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State investigating complaints from Washington County over alarm company's sales practices

July 30, 2008|By ANDREW SCHOTZ

WASHINGTON COUNTY -- The Maryland attorney general's office is investigating two local complaints about APX Alarm Security Systems' sales practices in recent months.

One complaint came from Betty J. Kline of Hagerstown, who says she repeatedly told a salesman that she can't afford a security system, but he wouldn't budge, so she signed a contract to get him to leave.

She said she tried canceling within three days, as the law permits, but APX refused. The salesman was at her home in late June, yet the contract was dated May 29, Kline said.

A letter from APX says she owes $2,300.

Utah-based APX has a license to sell security systems in Maryland, but the salesman named on Kline's contract doesn't, Maryland State Police spokesman Sgt. Arthur Betts said in a voice-mail message.

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Alex Dunn, APX's chief operating officer, didn't return two phone messages Tuesday.

Patrick H. Roddy, an attorney with Rifkin, Livingston, Levitan & Silver LLC in Towson, Md., said APX hired him as local counsel, but he couldn't speak for the company.

When APX salespeople blanketed local neighborhoods in June, about a half-dozen people complained to the Washington County Sheriff's Department about "aggressive tactics," such as "kind of pushing the door and walking in uninvited," Sheriff Douglas Mullendore said at the time.

Del. Christopher B. Shank, R-Washington, said he had a confrontation with a pushy APX salesman who wouldn't leave his property.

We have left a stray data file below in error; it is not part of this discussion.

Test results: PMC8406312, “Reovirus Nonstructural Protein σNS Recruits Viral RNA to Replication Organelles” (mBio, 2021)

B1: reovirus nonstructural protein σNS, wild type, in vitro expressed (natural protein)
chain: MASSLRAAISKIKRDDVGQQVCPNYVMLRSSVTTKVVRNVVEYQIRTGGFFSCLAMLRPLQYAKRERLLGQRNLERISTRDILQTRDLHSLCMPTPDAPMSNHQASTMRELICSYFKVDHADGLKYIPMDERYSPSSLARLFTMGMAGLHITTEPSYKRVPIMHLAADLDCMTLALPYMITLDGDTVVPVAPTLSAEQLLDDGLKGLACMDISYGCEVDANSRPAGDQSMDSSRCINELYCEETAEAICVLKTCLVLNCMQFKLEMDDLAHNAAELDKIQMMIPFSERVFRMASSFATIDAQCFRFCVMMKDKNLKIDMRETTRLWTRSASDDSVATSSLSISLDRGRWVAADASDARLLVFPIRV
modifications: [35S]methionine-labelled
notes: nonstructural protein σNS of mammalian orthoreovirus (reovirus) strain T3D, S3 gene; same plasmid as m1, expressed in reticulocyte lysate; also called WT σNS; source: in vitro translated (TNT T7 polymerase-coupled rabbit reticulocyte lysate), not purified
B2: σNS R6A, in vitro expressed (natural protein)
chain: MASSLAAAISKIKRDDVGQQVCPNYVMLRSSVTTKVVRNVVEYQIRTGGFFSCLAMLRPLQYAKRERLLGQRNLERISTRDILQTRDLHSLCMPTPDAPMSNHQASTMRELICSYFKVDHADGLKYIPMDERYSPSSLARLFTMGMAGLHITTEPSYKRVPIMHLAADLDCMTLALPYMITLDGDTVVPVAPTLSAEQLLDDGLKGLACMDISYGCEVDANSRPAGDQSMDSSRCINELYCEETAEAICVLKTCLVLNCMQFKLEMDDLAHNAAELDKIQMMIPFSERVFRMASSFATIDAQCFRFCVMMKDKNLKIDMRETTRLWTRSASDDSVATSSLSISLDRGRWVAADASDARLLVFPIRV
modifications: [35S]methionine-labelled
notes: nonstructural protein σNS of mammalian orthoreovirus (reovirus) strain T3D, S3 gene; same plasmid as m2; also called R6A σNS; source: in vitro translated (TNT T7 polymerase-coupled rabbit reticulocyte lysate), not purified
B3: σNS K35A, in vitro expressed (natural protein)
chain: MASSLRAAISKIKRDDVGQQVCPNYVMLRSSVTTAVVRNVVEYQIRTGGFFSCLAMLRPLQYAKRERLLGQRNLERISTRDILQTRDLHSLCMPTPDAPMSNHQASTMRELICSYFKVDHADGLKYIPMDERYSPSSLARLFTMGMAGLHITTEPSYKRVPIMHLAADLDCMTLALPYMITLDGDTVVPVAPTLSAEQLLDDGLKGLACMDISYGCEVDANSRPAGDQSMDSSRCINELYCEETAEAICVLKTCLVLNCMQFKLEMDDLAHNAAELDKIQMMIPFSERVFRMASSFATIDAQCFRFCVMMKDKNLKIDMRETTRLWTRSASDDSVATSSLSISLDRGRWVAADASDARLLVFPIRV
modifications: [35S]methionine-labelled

At the time, Dunn called the allegations "indefensible" and said, "The behavior that you've described is not acceptable."

Shank said an APX representative recently apologized and told him that if he knows people pressured into getting security systems, the company would cancel the contracts.

On June 6, the City of Hagerstown issued 45 peddling permits to APX salespeople for door-to-door solicitation. However, APX salespeople didn't have required peddling permits for the rest of Washington County, where they also knocked on doors, Circuit Court Clerk Dennis J. Weaver said at the time.

In a June e-mail, Dunn said APX's license and compliance department learned that a Reston, Va., sales team was soliciting in Maryland, outside of its territory. The team was told to return to Virginia.

In Maryland, alarm companies and individual salespeople must get licenses from the state police.

Betts said the state police licensing division got its first complaint about APX on June 11. APX representatives told state police at the end of June they'd make sure salespeople were licensed and wouldn't knock on doors late at night, Betts said.

Kline and another Washington County woman filed complaints with the attorney general's office this month with help from Neal Glessner, the president of Glessner Alarm & Communications in Hagerstown.

Attorney general's office spokeswoman Raquel Guillory confirmed both complaints and said they're being reviewed.

The second woman didn't respond to two phone messages left at a phone number Glessner provided.

Kline said an APX salesman approached her husband in their garage. Her husband, who doesn't hear well, led the salesman into the house to talk to her.

"I told the guy at least 20 times that I can't afford it," she said.

She said her health isn't good and she was tired.

"He just wouldn't leave," she said. "I more or less signed the paper trying to get rid of him."

The salesman then offered to pay the first month, she said. As he left for a little while, someone else showed up to install the system in her house.

Kline said she called APX within three days to cancel, as Maryland law allows, but she was rejected and got a letter saying she owes $2,300 for the five-year contract.

She has put the letter aside and changed her credit card, she said.

"A few years ago, my husband could have picked him up and thrown him out," Kline said of the salesman, "but he's had open-heart surgery."

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